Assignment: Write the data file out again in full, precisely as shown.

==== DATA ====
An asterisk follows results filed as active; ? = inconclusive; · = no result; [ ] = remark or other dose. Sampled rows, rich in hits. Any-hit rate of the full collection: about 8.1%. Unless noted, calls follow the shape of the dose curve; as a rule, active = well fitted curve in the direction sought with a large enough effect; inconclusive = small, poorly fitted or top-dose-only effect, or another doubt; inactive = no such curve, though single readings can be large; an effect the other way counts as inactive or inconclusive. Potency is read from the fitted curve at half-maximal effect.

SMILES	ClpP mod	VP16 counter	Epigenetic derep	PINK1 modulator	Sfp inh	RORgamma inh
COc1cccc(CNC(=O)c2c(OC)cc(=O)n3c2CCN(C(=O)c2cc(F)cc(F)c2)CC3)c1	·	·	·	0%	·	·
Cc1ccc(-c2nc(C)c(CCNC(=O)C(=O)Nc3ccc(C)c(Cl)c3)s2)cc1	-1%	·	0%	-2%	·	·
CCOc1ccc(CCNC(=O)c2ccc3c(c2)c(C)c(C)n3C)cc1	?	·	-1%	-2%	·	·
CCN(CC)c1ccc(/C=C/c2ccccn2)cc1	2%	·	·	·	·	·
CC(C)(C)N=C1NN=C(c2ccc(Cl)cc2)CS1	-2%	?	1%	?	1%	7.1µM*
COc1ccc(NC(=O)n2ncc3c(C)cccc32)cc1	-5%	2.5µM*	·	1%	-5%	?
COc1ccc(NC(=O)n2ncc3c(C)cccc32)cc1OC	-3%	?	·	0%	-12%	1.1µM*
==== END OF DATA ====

An asterisk follows results filed as active; ? = inconclusive; · = no result; [ ] = remark or other dose. Sampled rows, rich in hits. Any-hit rate of the full collection: about 8.1%. Unless noted, calls follow the shape of the dose curve; as a rule, active = well fitted curve in the direction sought with a large enough effect; inconclusive = small, poorly fitted or top-dose-only effect, or another doubt; inactive = no such curve, though single readings can be large; an effect the other way counts as inactive or inconclusive. Potency is read from the fitted curve at half-maximal effect.

SMILES	ClpP mod	VP16 counter	Epigenetic derep	PINK1 modulator	Sfp inh	RORgamma inh
COc1cccc(CNC(=O)c2c(OC)cc(=O)n3c2CCN(C(=O)c2cc(F)cc(F)c2)CC3)c1	·	·	·	0%	·	·
Cc1ccc(-c2nc(C)c(CCNC(=O)C(=O)Nc3ccc(C)c(Cl)c3)s2)cc1	-1%	·	0%	-2%	·	·
CCOc1ccc(CCNC(=O)c2ccc3c(c2)c(C)c(C)n3C)cc1	?	·	-1%	-2%	·	·
CCN(CC)c1ccc(/C=C/c2ccccn2)cc1	2%	·	·	·	·	·
CC(C)(C)N=C1NN=C(c2ccc(Cl)cc2)CS1	-2%	?	1%	?	1%	7.1µM*
COc1ccc(NC(=O)n2ncc3c(C)cccc32)cc1	-5%	2.5µM*	·	1%	-5%	?
COc1ccc(NC(=O)n2ncc3c(C)cccc32)cc1OC	-3%	?	·	0%	-12%	1.1µM*